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Mark Twain: A Life

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4.06  ·  Rating details ·  1,491 ratings  ·  144 reviews
Mark Twain founded the American voice. His works are a living national treasury: taught, quoted, and reprinted more than those of any writer except Shakespeare. His awestruck contemporaries saw him as the representative figure of his times, and his influence has deeply flavoured the 20th and 21st centuries. Yet somehow, beneath the vast flowing river of literature that he ...more
Hardcover, 722 pages
Published September 13th 2005 by Free Press (first published 2005)
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Average rating 4.06  · 
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 ·  1,491 ratings  ·  144 reviews


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Christine Boyer
Jan 03, 2016 rated it really liked it  ·  review of another edition
Recommends it for: Twain enthusiasts, would-be writers, publishers, American history buffs
Wow, this is a huge book and it took me two months to finish! So right off the bat, if you're not into biographies, put this book back on the shelf and check out something else. Secondly, if you're not into Twain or have never read one of his books, or you're not into the writing process and publishing, again, put it back on the shelf. This thing is a commitment!

Mark Twain is my favorite author. I've read most of his books and some of his essays and sketches. I was familiar with his writing and
...more
Doug
Dec 15, 2008 rated it really liked it  ·  review of another edition
For someone like me who has never studied the life of Mark Twain, nor 19th century history, at least not my attempts to not learn history in high school, this tome is quite an education. Thoroughly covers Mark Twain's life, including commentary on past writings by other authors about him. Why is it that most creative geniuses seem to be dysfunctional in everyday life? Maybe genius is part of a mental and/or emotional pathology. Anyway, not having read very many biographies, I can't say whether ...more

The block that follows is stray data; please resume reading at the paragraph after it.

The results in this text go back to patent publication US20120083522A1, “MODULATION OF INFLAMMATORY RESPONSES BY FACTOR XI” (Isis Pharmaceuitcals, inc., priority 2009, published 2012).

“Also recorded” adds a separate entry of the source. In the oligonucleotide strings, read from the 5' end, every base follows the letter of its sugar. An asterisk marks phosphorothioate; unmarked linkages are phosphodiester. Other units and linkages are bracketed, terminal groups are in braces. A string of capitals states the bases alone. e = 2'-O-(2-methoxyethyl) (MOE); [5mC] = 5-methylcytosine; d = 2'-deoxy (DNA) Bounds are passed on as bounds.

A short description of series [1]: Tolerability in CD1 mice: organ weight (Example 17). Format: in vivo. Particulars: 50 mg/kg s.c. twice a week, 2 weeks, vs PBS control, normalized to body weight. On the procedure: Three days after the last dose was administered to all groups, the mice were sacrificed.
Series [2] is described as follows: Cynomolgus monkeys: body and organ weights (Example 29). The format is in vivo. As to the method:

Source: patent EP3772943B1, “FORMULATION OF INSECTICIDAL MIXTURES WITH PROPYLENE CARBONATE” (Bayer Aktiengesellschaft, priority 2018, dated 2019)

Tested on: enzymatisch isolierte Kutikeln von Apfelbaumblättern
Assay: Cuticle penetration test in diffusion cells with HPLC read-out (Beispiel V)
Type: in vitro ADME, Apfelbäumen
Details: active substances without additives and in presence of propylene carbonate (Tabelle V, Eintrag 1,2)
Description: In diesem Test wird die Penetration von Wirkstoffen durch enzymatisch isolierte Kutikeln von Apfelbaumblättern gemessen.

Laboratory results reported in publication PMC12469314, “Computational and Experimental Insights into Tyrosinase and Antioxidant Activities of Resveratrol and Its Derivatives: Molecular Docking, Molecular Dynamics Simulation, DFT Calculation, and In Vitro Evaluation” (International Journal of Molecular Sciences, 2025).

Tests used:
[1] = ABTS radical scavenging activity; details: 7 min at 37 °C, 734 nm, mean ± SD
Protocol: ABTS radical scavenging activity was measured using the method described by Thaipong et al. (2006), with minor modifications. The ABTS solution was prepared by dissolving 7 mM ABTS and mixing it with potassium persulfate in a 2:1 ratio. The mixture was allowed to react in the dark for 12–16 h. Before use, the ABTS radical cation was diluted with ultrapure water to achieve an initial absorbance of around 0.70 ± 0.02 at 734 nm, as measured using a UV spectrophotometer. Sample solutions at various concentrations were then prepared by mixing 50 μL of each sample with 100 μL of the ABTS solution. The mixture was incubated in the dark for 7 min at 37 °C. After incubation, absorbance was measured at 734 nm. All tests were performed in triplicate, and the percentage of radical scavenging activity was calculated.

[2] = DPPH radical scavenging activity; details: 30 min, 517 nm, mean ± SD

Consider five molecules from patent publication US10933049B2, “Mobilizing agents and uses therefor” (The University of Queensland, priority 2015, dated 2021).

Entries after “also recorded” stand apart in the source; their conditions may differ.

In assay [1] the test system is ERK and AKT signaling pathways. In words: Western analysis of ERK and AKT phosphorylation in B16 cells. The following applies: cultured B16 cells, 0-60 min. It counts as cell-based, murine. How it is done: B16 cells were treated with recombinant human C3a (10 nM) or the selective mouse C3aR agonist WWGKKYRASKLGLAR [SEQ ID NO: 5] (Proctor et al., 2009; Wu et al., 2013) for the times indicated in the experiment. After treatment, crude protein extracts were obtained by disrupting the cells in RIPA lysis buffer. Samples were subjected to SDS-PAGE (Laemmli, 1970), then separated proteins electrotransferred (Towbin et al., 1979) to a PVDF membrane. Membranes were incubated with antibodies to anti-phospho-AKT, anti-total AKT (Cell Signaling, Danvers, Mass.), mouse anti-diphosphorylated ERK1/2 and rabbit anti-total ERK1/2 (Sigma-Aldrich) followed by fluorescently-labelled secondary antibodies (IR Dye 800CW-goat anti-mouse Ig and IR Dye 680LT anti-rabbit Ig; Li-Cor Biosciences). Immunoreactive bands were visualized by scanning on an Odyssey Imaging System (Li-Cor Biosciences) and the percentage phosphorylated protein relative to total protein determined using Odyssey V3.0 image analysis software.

Sherry Sharpnack
Mark Twain has long been my favorite American literary personality, and this excellent, often witty and wry, biography delineates why. We learn in this biography about Clemens’ boyhood in Hannibal, Missouri; his introduction to the written word in a printing shop, and his lifelong obsession w/ typesetting; his life on the Mississippi River, both as a boy and as a riverboat pilot; his aborted participation in a “secesh” unit that led to him “lighting out for the territory”—Nevada; where he became ...more
Arminius
Jul 10, 2009 marked it as to-read  ·  review of another edition
I did not finish this book so here is my impression. One striking thing about Mark Twain is the way events in his life made an indelible impression. It something like when a child sees a rather ordinary event as an extraordinary event while an adult will view the same event as commonplace. The child will always remember the event while the adult may forget it. Twain had the gift of remembering in detail the events of his life. He recreated these impressions into print and turned into a prolific ...more
Edward
Aug 27, 2017 rated it it was amazing  ·  review of another edition
Ron Powers has written a powerful, masterful biography of a towering figure in American literature. He tells not only the story of Twain's life, but delves into the innumerable facets of his character that made him the man he was - husband, father, riverboat pilot, entrepreneur, internationally recognized celebrity and terrible money manager. When I finally put the book down, I felt like I had met the man. Truly a five star story!
Illiterate
Dec 06, 2019 rated it liked it